912
    Male
    North West
    #6 Palerider, Sep 1, 2019
    Last edited: Sep 1, 2019

    This is very serious, the giving of medication should always be witnessed to check the patient has taken it and if not to note they haven't and the tablets then safely removed. Medications should not be left on lockers or tables and the assumption made that the person concerned will take it and that is with someone who has capacity!! The fact that these tablets were lying around is somewhat concerning in an area where clients would not know the difference. There are very specific guidelines on this issued by a number of professional bodies namely the
    Royal Pharmaceutical Society and other governing bodies
     
  7. Latitude

    Latitude Registered User

    Jul 12, 2019
    30
    #7 Latitude, Sep 1, 2019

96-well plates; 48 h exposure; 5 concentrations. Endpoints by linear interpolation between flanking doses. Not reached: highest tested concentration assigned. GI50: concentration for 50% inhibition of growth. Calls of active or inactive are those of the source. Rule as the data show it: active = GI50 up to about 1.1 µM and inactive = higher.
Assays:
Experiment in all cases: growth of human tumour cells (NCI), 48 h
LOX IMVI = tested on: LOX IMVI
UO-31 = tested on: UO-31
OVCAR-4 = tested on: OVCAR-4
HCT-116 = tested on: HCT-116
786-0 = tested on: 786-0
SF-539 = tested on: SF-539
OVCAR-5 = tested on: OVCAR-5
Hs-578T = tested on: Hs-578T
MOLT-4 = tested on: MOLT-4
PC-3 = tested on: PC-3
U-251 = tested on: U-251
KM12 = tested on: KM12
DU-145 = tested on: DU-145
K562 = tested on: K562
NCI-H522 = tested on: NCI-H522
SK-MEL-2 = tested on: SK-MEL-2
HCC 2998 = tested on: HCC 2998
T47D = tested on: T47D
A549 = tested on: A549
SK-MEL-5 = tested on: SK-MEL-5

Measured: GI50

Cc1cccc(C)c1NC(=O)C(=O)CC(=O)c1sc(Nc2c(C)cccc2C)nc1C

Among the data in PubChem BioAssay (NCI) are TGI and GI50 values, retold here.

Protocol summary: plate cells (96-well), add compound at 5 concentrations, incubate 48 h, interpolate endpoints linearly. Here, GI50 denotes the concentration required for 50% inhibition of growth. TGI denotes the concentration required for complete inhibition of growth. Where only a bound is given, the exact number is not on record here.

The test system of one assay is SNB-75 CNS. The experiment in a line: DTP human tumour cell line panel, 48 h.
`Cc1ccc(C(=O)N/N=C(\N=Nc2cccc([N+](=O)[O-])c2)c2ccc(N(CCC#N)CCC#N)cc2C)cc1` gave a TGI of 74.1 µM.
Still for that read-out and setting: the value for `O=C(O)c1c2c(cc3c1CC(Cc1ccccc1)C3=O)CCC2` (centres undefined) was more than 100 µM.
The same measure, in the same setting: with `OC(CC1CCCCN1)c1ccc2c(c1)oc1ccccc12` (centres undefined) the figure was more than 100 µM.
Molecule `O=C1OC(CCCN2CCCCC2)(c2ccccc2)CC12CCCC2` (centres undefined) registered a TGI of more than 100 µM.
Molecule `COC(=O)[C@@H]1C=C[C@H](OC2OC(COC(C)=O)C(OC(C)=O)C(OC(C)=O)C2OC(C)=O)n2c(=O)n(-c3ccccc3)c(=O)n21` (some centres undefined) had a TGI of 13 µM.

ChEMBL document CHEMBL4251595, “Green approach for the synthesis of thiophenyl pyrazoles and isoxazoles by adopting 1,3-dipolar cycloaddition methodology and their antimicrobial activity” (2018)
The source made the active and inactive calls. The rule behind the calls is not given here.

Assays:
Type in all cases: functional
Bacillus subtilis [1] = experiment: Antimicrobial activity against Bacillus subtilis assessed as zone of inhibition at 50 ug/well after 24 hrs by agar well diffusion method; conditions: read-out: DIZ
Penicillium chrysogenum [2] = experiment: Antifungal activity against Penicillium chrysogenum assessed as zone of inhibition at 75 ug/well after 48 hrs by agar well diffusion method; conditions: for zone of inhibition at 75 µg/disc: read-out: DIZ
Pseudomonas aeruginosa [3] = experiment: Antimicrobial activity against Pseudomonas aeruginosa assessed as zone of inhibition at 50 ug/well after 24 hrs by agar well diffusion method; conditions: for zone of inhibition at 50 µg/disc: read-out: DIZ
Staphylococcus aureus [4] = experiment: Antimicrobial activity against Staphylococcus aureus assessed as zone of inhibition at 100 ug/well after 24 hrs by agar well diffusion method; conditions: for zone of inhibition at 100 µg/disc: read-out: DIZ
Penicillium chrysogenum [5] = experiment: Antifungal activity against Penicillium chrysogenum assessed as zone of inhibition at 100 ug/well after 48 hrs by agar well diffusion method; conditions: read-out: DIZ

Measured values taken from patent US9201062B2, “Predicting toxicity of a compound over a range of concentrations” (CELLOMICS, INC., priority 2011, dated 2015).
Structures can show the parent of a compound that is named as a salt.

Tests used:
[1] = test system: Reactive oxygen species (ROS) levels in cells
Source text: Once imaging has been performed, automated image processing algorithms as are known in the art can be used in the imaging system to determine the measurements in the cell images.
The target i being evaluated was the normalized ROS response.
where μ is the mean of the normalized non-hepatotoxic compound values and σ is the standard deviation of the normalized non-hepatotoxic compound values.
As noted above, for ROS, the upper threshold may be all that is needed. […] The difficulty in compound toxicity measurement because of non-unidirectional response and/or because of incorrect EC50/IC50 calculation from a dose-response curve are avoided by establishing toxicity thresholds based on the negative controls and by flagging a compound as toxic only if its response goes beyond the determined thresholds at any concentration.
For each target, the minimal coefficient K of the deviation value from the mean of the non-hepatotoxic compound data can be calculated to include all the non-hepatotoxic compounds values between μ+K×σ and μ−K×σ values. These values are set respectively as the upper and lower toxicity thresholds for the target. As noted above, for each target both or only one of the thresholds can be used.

Last edited: Sep 1, 2019
    I wouldn't hesitate to report to safeguarding and CQC. First try and jot down in bullet format, what specifically you are unhappy about. Try and give a brief example of each situation. It will help you understand and if you have clairty it will help Keep to facts. And try and write a short blog, diary or similar evey day or when things appear to be "off"
     
  8. northumbrian_k

    northumbrian_k Registered User

    Mar 2, 2017
    838
    Male
    Newcastle
    #8 northumbrian_k, Sep 2, 2019
    Last edited: Sep 2, 2019